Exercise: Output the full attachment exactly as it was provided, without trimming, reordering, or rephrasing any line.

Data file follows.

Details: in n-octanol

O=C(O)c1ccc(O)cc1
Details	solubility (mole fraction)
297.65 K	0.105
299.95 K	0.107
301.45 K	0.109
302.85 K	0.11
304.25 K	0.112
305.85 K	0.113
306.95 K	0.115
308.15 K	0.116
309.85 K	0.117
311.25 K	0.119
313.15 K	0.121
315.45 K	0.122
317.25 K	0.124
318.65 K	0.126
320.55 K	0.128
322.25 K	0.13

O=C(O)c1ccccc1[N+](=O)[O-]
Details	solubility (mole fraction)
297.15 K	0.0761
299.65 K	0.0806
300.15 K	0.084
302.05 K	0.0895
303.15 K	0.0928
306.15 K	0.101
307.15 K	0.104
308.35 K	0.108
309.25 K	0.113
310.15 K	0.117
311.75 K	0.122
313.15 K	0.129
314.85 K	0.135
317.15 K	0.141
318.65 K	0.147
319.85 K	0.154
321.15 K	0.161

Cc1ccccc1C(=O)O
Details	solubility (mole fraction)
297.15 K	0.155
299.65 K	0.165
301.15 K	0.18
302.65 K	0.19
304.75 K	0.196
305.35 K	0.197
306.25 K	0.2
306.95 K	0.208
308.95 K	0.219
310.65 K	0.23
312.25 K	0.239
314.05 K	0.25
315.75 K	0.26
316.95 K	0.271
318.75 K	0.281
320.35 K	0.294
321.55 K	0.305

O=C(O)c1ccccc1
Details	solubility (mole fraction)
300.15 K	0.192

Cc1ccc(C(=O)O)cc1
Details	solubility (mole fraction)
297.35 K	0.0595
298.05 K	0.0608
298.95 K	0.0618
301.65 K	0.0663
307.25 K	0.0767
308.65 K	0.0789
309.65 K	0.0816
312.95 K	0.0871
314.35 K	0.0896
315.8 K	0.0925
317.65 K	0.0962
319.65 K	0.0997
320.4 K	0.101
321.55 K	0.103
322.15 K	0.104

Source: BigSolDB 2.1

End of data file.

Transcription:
Details: in n-octanol

O=C(O)c1ccc(O)cc1
Details	solubility (mole fraction)
297.65 K	0.105
299.95 K	0.107
301.45 K	0.109
302.85 K	0.11
304.25 K	0.112
305.85 K	0.113
306.95 K	0.115
308.15 K	0.116
309.85 K	0.117
311.25 K	0.119
313.15 K	0.121
315.45 K	0.122
317.25 K	0.124
318.65 K	0.126
320.55 K	0.128
322.25 K	0.13

O=C(O)c1ccccc1[N+](=O)[O-]
Details	solubility (mole fraction)
297.15 K	0.0761
299.65 K	0.0806
300.15 K	0.084
302.05 K	0.0895
303.15 K	0.0928
306.15 K	0.101
307.15 K	0.104
308.35 K	0.108
309.25 K	0.113
310.15 K	0.117
311.75 K	0.122
313.15 K	0.129
314.85 K	0.135
317.15 K	0.141
318.65 K	0.147
319.85 K	0.154
321.15 K	0.161

Cc1ccccc1C(=O)O
Details	solubility (mole fraction)
297.15 K	0.155
299.65 K	0.165
301.15 K	0.18
302.65 K	0.19
304.75 K	0.196
305.35 K	0.197
306.25 K	0.2
306.95 K	0.208
308.95 K	0.219
310.65 K	0.23
312.25 K	0.239
314.05 K	0.25
315.75 K	0.26
316.95 K	0.271
318.75 K	0.281
320.35 K	0.294
321.55 K	0.305

O=C(O)c1ccccc1
Details	solubility (mole fraction)
300.15 K	0.192

Cc1ccc(C(=O)O)cc1
Details	solubility (mole fraction)
297.35 K	0.0595
298.05 K	0.0608
298.95 K	0.0618
301.65 K	0.0663
307.25 K	0.0767
308.65 K	0.0789
309.65 K	0.0816
312.95 K	0.0871
314.35 K	0.0896
315.8 K	0.0925
317.65 K	0.0962
319.65 K	0.0997
320.4 K	0.101
321.55 K	0.103
322.15 K	0.104

Source: BigSolDB 2.1